|A CalTrans carcass database was analyzed to evaluate hotspots for deer mortality on Highway 89. Grants were obtained to fund a deer telemetry study by CDFW to pinpoint current crossing of the highway by collared animals and to identify movement corridors and barriers. Grants also funded remote camera arrays to capture incidental animal use near or across the highway, and the construction of three underpasses. The number of deer or wildlife using an area, the intensity of roadkill or accidents, and physical features of the landscape were considered when identifying locations.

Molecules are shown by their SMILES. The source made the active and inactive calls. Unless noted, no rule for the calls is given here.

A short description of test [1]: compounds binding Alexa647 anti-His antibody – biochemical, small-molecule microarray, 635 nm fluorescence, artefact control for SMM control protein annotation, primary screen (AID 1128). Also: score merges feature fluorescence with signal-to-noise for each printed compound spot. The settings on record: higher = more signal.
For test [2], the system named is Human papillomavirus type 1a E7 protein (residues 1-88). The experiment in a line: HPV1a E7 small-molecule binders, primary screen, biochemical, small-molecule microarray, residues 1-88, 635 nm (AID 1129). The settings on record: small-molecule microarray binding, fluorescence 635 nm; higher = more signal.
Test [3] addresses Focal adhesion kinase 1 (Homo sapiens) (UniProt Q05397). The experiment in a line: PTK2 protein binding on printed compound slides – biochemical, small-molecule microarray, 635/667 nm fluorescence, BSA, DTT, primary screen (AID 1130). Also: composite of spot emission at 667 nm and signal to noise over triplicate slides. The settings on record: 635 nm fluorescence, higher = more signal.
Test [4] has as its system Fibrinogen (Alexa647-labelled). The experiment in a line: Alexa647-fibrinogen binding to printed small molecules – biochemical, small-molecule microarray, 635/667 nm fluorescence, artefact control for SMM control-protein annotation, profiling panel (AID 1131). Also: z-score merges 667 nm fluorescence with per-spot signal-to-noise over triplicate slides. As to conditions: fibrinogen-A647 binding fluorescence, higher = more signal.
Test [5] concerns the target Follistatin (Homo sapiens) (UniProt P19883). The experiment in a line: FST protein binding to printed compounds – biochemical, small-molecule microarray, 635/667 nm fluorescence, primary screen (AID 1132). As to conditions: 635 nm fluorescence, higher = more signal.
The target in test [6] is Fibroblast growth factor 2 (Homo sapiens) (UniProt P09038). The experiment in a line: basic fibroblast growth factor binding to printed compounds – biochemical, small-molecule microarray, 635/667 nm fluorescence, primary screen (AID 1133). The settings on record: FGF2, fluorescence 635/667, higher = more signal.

The Team hired a teacher and built a curriculum for students in Sierra County. Students received in-class instruction and participated in many activities where they learned from agency professionals about the field of transportation ecology and the Team's efforts. The Team found that the combination of the carcass database, GPS deer collars, and remote cameras were ideal for informing decisions about mitigation needs. Twenty collared deer have crossed in the footprint of the Kyburz Flat fence and underpass. Thousands of photos of deer, and other species, have been captured on the cameras. The outreach has brought awareness to the management required to maintain wildlife, and support for the Team's work. Highway 89 but will serve a broader audience in the transportation ecology field.